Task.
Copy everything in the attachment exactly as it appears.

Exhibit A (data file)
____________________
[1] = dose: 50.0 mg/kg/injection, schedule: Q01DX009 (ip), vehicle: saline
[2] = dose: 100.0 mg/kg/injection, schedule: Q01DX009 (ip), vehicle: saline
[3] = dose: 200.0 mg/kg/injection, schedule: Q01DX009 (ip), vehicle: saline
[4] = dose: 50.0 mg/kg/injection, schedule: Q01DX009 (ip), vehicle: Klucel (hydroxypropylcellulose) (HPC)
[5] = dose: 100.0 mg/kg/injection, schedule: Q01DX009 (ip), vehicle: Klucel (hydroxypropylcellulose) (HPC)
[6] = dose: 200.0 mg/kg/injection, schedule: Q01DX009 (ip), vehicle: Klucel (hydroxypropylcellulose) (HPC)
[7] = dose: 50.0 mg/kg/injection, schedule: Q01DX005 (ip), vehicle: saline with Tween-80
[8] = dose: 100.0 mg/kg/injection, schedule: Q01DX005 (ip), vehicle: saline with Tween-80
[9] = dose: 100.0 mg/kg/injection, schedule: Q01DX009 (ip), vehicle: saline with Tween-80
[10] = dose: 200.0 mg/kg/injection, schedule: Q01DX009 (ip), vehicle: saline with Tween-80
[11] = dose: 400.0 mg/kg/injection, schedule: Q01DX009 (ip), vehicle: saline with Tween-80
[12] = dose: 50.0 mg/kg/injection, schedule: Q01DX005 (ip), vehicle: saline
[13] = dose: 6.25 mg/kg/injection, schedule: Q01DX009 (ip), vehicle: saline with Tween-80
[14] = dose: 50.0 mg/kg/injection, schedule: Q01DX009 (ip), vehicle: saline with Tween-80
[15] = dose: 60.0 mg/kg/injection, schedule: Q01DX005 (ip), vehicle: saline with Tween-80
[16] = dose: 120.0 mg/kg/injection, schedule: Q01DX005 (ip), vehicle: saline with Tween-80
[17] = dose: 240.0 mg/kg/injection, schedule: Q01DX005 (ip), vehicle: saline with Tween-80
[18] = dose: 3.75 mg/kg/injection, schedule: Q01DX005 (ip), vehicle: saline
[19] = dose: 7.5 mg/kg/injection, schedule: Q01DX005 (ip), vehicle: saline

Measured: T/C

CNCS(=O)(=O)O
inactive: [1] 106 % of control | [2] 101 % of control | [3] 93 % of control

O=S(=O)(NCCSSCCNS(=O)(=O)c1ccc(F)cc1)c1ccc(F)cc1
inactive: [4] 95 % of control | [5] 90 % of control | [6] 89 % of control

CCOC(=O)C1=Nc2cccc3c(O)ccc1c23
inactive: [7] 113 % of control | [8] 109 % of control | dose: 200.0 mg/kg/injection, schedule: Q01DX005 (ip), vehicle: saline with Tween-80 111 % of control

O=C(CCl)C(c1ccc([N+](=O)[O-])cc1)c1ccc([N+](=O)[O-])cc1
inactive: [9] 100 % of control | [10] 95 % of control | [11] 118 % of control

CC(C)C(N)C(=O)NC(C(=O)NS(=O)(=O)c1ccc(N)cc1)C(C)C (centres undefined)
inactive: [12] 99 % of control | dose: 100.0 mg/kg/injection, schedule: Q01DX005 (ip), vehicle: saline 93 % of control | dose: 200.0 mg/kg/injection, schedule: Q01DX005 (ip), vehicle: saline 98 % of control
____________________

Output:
[1] = dose: 50.0 mg/kg/injection, schedule: Q01DX009 (ip), vehicle: saline
[2] = dose: 100.0 mg/kg/injection, schedule: Q01DX009 (ip), vehicle: saline
[3] = dose: 200.0 mg/kg/injection, schedule: Q01DX009 (ip), vehicle: saline
[4] = dose: 50.0 mg/kg/injection, schedule: Q01DX009 (ip), vehicle: Klucel (hydroxypropylcellulose) (HPC)
[5] = dose: 100.0 mg/kg/injection, schedule: Q01DX009 (ip), vehicle: Klucel (hydroxypropylcellulose) (HPC)
[6] = dose: 200.0 mg/kg/injection, schedule: Q01DX009 (ip), vehicle: Klucel (hydroxypropylcellulose) (HPC)
[7] = dose: 50.0 mg/kg/injection, schedule: Q01DX005 (ip), vehicle: saline with Tween-80
[8] = dose: 100.0 mg/kg/injection, schedule: Q01DX005 (ip), vehicle: saline with Tween-80
[9] = dose: 100.0 mg/kg/injection, schedule: Q01DX009 (ip), vehicle: saline with Tween-80
[10] = dose: 200.0 mg/kg/injection, schedule: Q01DX009 (ip), vehicle: saline with Tween-80
[11] = dose: 400.0 mg/kg/injection, schedule: Q01DX009 (ip), vehicle: saline with Tween-80
[12] = dose: 50.0 mg/kg/injection, schedule: Q01DX005 (ip), vehicle: saline
[13] = dose: 6.25 mg/kg/injection, schedule: Q01DX009 (ip), vehicle: saline with Tween-80
[14] = dose: 50.0 mg/kg/injection, schedule: Q01DX009 (ip), vehicle: saline with Tween-80
[15] = dose: 60.0 mg/kg/injection, schedule: Q01DX005 (ip), vehicle: saline with Tween-80
[16] = dose: 120.0 mg/kg/injection, schedule: Q01DX005 (ip), vehicle: saline with Tween-80
[17] = dose: 240.0 mg/kg/injection, schedule: Q01DX005 (ip), vehicle: saline with Tween-80
[18] = dose: 3.75 mg/kg/injection, schedule: Q01DX005 (ip), vehicle: saline
[19] = dose: 7.5 mg/kg/injection, schedule: Q01DX005 (ip), vehicle: saline

Measured: T/C

CNCS(=O)(=O)O
inactive: [1] 106 % of control | [2] 101 % of control | [3] 93 % of control

O=S(=O)(NCCSSCCNS(=O)(=O)c1ccc(F)cc1)c1ccc(F)cc1
inactive: [4] 95 % of control | [5] 90 % of control | [6] 89 % of control

CCOC(=O)C1=Nc2cccc3c(O)ccc1c23
inactive: [7] 113 % of control | [8] 109 % of control | dose: 200.0 mg/kg/injection, schedule: Q01DX005 (ip), vehicle: saline with Tween-80 111 % of control

O=C(CCl)C(c1ccc([N+](=O)[O-])cc1)c1ccc([N+](=O)[O-])cc1
inactive: [9] 100 % of control | [10] 95 % of control | [11] 118 % of control

CC(C)C(N)C(=O)NC(C(=O)NS(=O)(=O)c1ccc(N)cc1)C(C)C (centres undefined)
inactive: [12] 99 % of control | dose: 100.0 mg/kg/injection, schedule: Q01DX005 (ip), vehicle: saline 93 % of control | dose: 200.0 mg/kg/injection, schedule: Q01DX005 (ip), vehicle: saline 98 % of control